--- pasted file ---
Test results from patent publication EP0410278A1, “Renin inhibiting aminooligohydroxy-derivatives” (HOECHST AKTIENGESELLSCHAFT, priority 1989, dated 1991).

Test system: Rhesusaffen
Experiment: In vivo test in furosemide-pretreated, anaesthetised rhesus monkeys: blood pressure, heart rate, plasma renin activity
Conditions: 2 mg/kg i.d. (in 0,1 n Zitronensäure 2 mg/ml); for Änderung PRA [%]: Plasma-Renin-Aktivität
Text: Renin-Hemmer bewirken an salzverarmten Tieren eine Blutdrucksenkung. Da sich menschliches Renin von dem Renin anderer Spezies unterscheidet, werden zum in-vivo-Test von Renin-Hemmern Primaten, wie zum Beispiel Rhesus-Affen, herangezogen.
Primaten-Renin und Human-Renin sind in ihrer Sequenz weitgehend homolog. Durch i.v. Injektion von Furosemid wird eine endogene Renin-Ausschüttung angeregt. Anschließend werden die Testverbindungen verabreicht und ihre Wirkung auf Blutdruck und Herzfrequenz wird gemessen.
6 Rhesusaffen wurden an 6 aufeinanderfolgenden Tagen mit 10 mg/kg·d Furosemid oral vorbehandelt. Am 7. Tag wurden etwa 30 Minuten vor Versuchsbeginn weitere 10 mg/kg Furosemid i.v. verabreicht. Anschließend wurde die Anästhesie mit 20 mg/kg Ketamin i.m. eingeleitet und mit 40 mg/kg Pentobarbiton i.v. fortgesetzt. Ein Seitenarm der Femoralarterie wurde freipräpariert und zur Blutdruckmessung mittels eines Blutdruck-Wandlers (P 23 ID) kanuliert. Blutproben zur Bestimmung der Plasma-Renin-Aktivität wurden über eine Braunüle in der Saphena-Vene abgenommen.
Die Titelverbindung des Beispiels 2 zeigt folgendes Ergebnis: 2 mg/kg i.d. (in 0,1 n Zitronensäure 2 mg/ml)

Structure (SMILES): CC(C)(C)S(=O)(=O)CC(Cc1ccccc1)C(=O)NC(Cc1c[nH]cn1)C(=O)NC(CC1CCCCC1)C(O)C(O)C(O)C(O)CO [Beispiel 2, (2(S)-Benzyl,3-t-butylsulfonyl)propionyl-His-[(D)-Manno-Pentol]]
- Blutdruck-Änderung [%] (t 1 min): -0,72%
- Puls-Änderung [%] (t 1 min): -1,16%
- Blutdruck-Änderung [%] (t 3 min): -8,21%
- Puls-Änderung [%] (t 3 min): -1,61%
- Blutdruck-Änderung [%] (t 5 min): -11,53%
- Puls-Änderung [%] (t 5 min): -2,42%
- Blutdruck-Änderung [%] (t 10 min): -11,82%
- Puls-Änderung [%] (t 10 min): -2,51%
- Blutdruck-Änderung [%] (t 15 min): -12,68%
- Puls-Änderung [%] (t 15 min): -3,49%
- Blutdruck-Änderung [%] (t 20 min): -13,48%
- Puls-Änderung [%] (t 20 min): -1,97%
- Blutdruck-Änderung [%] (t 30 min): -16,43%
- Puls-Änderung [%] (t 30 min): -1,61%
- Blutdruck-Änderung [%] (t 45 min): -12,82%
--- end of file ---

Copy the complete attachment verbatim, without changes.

Test results from patent publication EP0410278A1, “Renin inhibiting aminooligohydroxy-derivatives” (HOECHST AKTIENGESELLSCHAFT, priority 1989, dated 1991).

Test system: Rhesusaffen
Experiment: In vivo test in furosemide-pretreated, anaesthetised rhesus monkeys: blood pressure, heart rate, plasma renin activity
Conditions: 2 mg/kg i.d. (in 0,1 n Zitronensäure 2 mg/ml); for Änderung PRA [%]: Plasma-Renin-Aktivität
Text: Renin-Hemmer bewirken an salzverarmten Tieren eine Blutdrucksenkung. Da sich menschliches Renin von dem Renin anderer Spezies unterscheidet, werden zum in-vivo-Test von Renin-Hemmern Primaten, wie zum Beispiel Rhesus-Affen, herangezogen.
Primaten-Renin und Human-Renin sind in ihrer Sequenz weitgehend homolog. Durch i.v. Injektion von Furosemid wird eine endogene Renin-Ausschüttung angeregt. Anschließend werden die Testverbindungen verabreicht und ihre Wirkung auf Blutdruck und Herzfrequenz wird gemessen.
6 Rhesusaffen wurden an 6 aufeinanderfolgenden Tagen mit 10 mg/kg·d Furosemid oral vorbehandelt. Am 7. Tag wurden etwa 30 Minuten vor Versuchsbeginn weitere 10 mg/kg Furosemid i.v. verabreicht. Anschließend wurde die Anästhesie mit 20 mg/kg Ketamin i.m. eingeleitet und mit 40 mg/kg Pentobarbiton i.v. fortgesetzt. Ein Seitenarm der Femoralarterie wurde freipräpariert und zur Blutdruckmessung mittels eines Blutdruck-Wandlers (P 23 ID) kanuliert. Blutproben zur Bestimmung der Plasma-Renin-Aktivität wurden über eine Braunüle in der Saphena-Vene abgenommen.
Die Titelverbindung des Beispiels 2 zeigt folgendes Ergebnis: 2 mg/kg i.d. (in 0,1 n Zitronensäure 2 mg/ml)

Structure (SMILES): CC(C)(C)S(=O)(=O)CC(Cc1ccccc1)C(=O)NC(Cc1c[nH]cn1)C(=O)NC(CC1CCCCC1)C(O)C(O)C(O)C(O)CO [Beispiel 2, (2(S)-Benzyl,3-t-butylsulfonyl)propionyl-His-[(D)-Manno-Pentol]]
- Blutdruck-Änderung [%] (t 1 min): -0,72%
- Puls-Änderung [%] (t 1 min): -1,16%
- Blutdruck-Änderung [%] (t 3 min): -8,21%
- Puls-Änderung [%] (t 3 min): -1,61%
- Blutdruck-Änderung [%] (t 5 min): -11,53%
- Puls-Änderung [%] (t 5 min): -2,42%
- Blutdruck-Änderung [%] (t 10 min): -11,82%
- Puls-Änderung [%] (t 10 min): -2,51%
- Blutdruck-Änderung [%] (t 15 min): -12,68%
- Puls-Änderung [%] (t 15 min): -3,49%
- Blutdruck-Änderung [%] (t 20 min): -13,48%
- Puls-Änderung [%] (t 20 min): -1,97%
- Blutdruck-Änderung [%] (t 30 min): -16,43%
- Puls-Änderung [%] (t 30 min): -1,61%
- Blutdruck-Änderung [%] (t 45 min): -12,82%